a blog and resources for trans survivors and loved ones

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  • Healing.
  • Connecting.

What is trauma?

Many survivors of sexual assault or intimate partner violence know that we’ve been through something terrible and that it has affected us. Some of us may use the word trauma to describe what happened or the impact. Some may not. Many transgender/nonbinary people have experienced discrimination, harassment, isolation, or other forms of harm related to other people’s problems with our gender. Some of us have also experienced poverty, loss, violence or injury, racism, or war. These events and circumstances can also be trauma. 

The word trauma is often used to describe things that have a deep and lasting impact on our lives, our relationships, and our sense of the world. Trauma includes situations that threaten our sense of safety or control over our own lives. However, it is not limited to that, because some people never had those things to begin with or didn’t have much of them. Trauma also isn’t limited to one-time events. It can be caused by a series of events, or a situation, or the world we are born into – one in which safety is never a possibility. People growing up in occupied territories or war zones. People facing racism and oppression and seeing the generational impacts of that on their communities. That’s not to say people living in those situations don’t have any agency or options, but their sense of safety and control may be very different from someone who is growing up in a safer environment.

Not everything that is bad that happens to us will be traumatic. Not everyone will experience the same event as trauma. Not everything that results in distress will be traumatic.

Think of experiences on a spectrum: unpleasant experiences can be difficult, challenging, uncomfortable, and sometimes traumatic.” – https://madinsouthasia.org/living-in-a-trauma-centered-world-a-socio-centric-approach-to-trauma/

Trauma is also used to refer to our responses to events or circumstances. Our response to circumstances is impacted by our other life experiences and identities. For example – two transgender people hear the same information about the ongoing legislative attacks on transgender people. One person has a support network, safety resources, and knows many people working against these attacks. That person may be upset by the news but does not develop trauma responses. The other person has less social support. Perhaps they have been told not to discuss transgender issues at work and feel at a loss for how to engage with the news. This person does develop trauma responses including hypervigilance, anxiety, sleeplessness, and despair.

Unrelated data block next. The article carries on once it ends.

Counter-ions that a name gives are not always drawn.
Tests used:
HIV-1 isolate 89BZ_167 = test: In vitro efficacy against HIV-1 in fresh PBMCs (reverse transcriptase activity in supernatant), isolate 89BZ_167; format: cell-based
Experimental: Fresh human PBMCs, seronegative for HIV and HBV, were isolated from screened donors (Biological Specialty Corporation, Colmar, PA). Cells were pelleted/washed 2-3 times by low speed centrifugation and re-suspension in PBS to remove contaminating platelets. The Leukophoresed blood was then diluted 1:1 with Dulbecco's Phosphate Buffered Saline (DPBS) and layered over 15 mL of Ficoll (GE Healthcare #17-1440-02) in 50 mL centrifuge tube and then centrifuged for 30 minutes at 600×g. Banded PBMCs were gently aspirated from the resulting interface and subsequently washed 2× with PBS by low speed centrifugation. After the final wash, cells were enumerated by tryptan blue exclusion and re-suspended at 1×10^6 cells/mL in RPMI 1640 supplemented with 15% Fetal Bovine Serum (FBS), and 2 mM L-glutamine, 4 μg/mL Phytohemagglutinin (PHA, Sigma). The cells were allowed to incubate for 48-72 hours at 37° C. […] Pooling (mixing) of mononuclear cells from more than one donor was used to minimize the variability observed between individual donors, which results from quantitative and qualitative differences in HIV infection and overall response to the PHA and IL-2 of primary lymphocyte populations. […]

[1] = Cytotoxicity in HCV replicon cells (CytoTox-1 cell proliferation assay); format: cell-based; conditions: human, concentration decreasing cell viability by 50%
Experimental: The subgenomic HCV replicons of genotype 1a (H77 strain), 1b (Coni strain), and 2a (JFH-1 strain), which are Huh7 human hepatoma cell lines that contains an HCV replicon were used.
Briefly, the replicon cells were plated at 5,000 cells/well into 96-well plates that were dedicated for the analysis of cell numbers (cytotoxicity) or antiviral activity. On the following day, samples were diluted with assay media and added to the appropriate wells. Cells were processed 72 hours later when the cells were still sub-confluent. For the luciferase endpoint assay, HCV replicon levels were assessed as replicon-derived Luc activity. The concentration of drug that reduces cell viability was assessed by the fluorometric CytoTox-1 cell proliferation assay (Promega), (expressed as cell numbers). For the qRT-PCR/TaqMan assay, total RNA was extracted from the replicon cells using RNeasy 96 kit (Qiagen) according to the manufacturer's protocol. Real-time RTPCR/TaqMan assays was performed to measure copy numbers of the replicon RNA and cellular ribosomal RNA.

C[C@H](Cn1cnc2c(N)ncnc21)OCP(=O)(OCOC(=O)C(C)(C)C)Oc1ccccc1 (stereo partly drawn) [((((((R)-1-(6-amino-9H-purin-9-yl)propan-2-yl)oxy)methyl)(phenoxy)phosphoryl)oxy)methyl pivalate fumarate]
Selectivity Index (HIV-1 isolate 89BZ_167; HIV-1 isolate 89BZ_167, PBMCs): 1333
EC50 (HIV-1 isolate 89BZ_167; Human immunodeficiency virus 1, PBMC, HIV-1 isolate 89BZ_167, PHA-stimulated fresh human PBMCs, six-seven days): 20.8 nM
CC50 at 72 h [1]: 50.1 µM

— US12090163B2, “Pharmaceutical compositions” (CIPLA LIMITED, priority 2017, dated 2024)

Common questions about trauma:

Does it matter if it was trauma or not?

Yes and no. There are some specific healing practices that may be useful in healing from trauma. Some people find having a name for their experiences can be validating and help them understand their response. Some people also find it helpful to identify events in their lives that are not traumatic. For example, by recognizing that an event is stressful or uncomfortable, but is not unsafe, may be helpful to calm your nervous system. For instance you might tell yourself, “Yes, it was upsetting for me to have a disagreement with my friend. And I know they care about me and are safe to talk to. This may be hard, but I know I am safe.” 

Some definitions of trauma and trauma responses come from mainstream psychology. Though these have been evolving over time, they do not include the full range of human experiences. A mental health professional may be able to provide a diagnosis of Post-Traumatic Stress Disorder, but that diagnosis is not always necessary to get the support you want and need. And if a professional says that you do not fit the criteria, that does not mean that you are not having trauma responses.


What do I do if it is trauma?

Everyone has the right to get support, care, and healing – no matter what words you use to describe what you’ve experienced. You may want to seek services specific to the experience – for example: sexual assault or intimate partner violence support. Other people like individual therapy – there are many types of therapists. There are many other healing practices including art, movement, support groups, being in nature, and more. Many people engage in multiple forms of healing support. 

Will I feel this way forever?

There are many different types of support and healing options. Different strategies work for different people. Most people say that they will live with the impacts of trauma for the rest of their lives BUT that impact will get smaller or less frequent over time, especially with help. Some people say that they feel like they’ve healed and then the impacts of trauma will show up again. This is all normal. This in some ways is similar to how someone who broke a bone as a child may have occasional pain in that area as an adult. Getting support can make a huge difference.

Healing practices can and do reduce the impact of trauma on our lives and help us to understand and manage our trauma responses. You are not alone in this experience and you are worthy of care.

Next month we will share more about some of the impacts of trauma on our lives.